Biofeedback treatment for migraines and other kinds of headaches has been known to be helpful for several decades. In the 2002 review by Penzien, Rains and Andrasik, they noted that even by 1980, there were enough studies to conduct a meta-analysis (Blanchard, Andrasik, Ahles, Teders, & O’Keefe, 1980). The meta-analysis of 16 studies indicated that behavioral treatment of migraines showed promise. By 1999, Goslin, Gray, McCrory, Eberlin, Tulsky and Hasselblad indentified 355 articles describing behavioral and physical treatment for migraines, and the 70 controlled studies of behavioral treatments for migraines meeting strict criteria for inclusion in this meta-analysis resulted in reductions of migraines in 32 to 49 percent. The treatments included EMG training, relaxation therapy, combined EMG and relaxation, and cognitive behavior therapy. All were more effective than wait list controls.
Neurofeedback has also been used to treat migraine headaches; this research is quite new and promising (Siniatchkin, Hierundar, Kropp, Khunert, Gerber & Staphani, 2000).
As noted above, there is a new kind of biofeedback treatment called hemoencephalography (HEG) in which the patient learns to train the frontal lobe cerebral blood flow. An infrared camera reads the temperature of the blood flow of the frontal lobe beneath the skull. If the patient keeps the temperature above the threshold level, the movie (the actual feedback) continues to play. If the temperature drops in the frontal lobe, then the movie stops. By focusing on a bar graph, the patient can bring up the temperature and the movie continues. This biofeedback system was originally designed for migraine headache treatment, and has shown promising results. Carmen (2004) took 100 migraine patients who had been through many previous treatments, including many trying several medications, with little success. Positive results were usually seen in 6 HEG sessions, and over 90 percent of the patients reported significantly positive results, according to their own report. Although much more research needs to be done with this method, such dramatic results are promising.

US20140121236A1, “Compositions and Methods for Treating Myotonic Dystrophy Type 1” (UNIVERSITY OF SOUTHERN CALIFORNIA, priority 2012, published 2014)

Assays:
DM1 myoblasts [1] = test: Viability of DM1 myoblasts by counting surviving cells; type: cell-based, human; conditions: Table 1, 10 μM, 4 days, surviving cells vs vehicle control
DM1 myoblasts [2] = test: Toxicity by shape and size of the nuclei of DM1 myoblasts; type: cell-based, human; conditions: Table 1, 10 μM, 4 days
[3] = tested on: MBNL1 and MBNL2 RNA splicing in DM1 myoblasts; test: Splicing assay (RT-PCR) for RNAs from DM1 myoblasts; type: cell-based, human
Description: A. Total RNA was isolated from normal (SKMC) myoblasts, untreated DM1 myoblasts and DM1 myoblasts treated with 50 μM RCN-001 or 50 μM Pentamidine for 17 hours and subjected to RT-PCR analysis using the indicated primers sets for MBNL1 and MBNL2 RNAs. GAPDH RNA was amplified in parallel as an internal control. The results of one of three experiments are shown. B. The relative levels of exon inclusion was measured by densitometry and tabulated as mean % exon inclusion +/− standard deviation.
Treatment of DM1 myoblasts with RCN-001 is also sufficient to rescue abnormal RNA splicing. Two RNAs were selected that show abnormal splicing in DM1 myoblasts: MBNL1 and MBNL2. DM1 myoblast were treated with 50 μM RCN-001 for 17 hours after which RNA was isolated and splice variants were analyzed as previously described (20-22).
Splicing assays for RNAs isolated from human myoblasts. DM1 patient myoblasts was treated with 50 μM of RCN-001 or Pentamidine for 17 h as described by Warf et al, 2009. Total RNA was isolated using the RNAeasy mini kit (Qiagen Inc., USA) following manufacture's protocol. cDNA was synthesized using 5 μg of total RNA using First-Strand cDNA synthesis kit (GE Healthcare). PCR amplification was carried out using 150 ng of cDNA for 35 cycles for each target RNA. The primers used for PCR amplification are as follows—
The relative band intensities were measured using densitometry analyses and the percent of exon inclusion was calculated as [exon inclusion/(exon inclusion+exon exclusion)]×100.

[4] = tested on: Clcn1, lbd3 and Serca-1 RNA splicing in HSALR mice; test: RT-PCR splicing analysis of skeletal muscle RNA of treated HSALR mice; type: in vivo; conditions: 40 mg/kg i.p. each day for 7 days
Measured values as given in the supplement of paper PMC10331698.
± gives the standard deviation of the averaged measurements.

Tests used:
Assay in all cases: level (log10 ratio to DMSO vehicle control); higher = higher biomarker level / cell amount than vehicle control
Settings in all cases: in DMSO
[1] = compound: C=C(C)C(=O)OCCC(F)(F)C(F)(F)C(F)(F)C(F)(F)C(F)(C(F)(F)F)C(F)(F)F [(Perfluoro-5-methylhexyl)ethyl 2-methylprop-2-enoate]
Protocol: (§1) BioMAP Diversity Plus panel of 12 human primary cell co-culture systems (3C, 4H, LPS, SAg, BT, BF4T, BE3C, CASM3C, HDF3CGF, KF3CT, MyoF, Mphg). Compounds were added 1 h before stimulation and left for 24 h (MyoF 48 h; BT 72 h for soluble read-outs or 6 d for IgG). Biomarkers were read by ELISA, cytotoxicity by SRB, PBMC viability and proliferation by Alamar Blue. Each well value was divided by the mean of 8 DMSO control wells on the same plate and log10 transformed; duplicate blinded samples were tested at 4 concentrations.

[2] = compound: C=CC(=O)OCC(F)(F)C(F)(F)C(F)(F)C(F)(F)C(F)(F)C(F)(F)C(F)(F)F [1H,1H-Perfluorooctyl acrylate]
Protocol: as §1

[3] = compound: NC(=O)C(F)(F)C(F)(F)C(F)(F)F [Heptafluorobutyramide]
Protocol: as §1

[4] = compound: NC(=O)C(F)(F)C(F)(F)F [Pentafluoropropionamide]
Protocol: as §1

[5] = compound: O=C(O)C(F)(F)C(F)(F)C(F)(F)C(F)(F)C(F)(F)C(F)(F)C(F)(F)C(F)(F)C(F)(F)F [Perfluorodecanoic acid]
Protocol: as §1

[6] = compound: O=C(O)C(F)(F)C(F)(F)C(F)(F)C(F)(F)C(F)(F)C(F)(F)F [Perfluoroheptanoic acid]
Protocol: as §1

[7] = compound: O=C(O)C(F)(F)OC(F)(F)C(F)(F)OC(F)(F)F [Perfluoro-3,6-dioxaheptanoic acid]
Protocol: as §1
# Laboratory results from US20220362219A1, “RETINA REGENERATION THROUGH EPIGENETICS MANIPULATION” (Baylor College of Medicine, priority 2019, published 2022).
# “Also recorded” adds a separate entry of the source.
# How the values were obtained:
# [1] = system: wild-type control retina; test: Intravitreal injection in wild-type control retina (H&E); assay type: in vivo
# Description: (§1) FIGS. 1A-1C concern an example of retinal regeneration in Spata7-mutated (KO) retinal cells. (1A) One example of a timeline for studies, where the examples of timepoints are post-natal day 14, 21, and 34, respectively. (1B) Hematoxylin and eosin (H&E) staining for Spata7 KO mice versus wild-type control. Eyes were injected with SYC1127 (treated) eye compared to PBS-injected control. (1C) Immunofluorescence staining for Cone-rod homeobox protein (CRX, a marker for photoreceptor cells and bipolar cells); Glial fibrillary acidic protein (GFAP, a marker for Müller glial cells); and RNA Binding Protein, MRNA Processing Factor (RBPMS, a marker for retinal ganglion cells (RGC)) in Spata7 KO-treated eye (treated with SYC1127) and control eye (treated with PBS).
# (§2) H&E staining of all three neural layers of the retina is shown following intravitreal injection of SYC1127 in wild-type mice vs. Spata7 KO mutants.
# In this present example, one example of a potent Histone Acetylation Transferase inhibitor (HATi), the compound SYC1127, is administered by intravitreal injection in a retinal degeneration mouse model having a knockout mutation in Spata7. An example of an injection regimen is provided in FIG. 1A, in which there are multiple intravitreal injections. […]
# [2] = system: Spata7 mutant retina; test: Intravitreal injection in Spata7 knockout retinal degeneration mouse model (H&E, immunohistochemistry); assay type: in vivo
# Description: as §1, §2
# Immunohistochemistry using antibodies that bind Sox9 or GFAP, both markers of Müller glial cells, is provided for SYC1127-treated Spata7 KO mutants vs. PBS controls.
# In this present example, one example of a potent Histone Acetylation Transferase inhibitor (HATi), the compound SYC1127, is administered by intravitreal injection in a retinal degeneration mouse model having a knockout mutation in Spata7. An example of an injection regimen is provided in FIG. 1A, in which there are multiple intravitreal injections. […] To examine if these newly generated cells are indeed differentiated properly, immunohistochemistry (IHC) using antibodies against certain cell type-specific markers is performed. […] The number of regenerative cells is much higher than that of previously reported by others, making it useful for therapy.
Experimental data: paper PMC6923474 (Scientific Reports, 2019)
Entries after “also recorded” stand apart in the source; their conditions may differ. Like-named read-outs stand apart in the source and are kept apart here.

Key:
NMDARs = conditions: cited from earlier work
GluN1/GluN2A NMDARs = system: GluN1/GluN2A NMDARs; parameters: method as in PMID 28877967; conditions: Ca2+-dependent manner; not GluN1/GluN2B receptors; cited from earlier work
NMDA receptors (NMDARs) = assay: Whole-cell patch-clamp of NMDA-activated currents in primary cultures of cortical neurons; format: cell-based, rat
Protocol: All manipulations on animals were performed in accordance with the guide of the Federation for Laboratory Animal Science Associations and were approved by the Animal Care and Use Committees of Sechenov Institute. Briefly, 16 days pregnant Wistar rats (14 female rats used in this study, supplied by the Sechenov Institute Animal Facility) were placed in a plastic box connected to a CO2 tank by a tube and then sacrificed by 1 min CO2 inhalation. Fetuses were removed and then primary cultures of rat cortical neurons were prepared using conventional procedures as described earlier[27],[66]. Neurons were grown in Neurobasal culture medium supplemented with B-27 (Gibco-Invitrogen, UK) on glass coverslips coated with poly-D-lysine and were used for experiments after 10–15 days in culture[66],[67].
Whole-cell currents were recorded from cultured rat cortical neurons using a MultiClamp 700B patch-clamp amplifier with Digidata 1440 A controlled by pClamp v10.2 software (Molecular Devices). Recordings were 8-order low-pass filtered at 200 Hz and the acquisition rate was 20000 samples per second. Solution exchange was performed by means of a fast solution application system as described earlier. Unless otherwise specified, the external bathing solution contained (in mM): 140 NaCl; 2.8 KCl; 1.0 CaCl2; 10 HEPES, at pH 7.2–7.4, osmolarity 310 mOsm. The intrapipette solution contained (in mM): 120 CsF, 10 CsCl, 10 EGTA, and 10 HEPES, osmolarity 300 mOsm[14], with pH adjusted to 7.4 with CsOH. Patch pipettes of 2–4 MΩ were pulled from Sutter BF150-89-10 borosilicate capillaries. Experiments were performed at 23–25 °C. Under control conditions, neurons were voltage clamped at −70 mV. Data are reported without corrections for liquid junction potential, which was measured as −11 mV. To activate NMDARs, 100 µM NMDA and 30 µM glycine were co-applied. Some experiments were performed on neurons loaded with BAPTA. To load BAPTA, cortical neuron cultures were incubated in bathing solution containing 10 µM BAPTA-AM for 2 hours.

Blanchard, E., Andrasik, F., Ahles, T., Teders, S., & O’Keefe, D. (1980). Migraine and tension-type headache: A meta-analytic review. Behavior Therapy, 11, 613-631.
Carmen, Jeffrey A. (2004) Passive Infrared Hemoencephalography: Four Years and 100 Migraines. Journal of Neurotherapy, 8:3, 23-51, doi: 10.1300/J184v08n03_03
Goslin, R., Gray, R., McCrory, D., Eberlin, K., Tulsky, J., & Hasselblad, V. (1999).Behavioral and physical treatments for migraine headache. (Technical Review 2.2). Prepared for the Agency for Health care Policy and Research under contract No. 290-94-2025. (NTIS Accession No. 127946)
Jacobson, R. (1995). The postconcussional syndrome: physiogenesis, psychogenesis, and malingering: An integrative model. Journal of psychosomatic research, 39, 675-693.
Penzien, D., Rains, J., & Andrasik, F. (2002). Behavioral management of recurrent headache: Three decades of experience and empiricism. Applied Psychophysiology and Biofeedback, 27 (2), 163-181.
Siniatchkin, M., Hierundar, A., Kropp, P., Khunert, R., Gerber, W., & Staphani, U. (2000). Self-regulation of slow cortical potentials in children with migraine: An exploratory study. Applied psychophysiology and biofeedback, 25, 13-32, in press. Epub ahead of print retrieved March 14, 2010 from http://www.springerlink.com/content/787123414m832271